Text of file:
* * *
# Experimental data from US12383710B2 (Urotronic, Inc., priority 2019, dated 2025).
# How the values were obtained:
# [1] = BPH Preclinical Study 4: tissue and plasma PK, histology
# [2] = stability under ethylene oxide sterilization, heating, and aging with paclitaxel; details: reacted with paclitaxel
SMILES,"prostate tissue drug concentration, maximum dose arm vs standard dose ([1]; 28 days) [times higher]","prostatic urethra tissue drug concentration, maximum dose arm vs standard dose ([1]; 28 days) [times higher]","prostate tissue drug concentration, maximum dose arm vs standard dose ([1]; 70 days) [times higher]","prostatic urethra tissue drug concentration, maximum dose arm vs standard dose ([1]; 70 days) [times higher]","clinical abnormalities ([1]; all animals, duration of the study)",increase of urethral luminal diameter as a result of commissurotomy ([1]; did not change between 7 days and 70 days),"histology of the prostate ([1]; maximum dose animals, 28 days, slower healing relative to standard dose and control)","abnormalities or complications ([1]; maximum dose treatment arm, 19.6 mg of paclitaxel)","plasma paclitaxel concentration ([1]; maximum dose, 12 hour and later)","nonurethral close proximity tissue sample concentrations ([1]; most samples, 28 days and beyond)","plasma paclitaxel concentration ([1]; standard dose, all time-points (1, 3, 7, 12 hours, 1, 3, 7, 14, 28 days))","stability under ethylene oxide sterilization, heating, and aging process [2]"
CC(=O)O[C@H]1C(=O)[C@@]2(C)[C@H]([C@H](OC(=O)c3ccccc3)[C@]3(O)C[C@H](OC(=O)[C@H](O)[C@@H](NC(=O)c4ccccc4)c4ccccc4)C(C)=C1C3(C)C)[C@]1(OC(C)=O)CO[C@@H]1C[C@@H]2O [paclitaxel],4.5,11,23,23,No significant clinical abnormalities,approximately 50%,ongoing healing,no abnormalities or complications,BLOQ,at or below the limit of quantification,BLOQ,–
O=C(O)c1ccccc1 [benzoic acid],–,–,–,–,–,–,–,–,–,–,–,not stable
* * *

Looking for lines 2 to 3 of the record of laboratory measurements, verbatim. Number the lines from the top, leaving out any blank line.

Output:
# How the values were obtained:
# [1] = BPH Preclinical Study 4: tissue and plasma PK, histology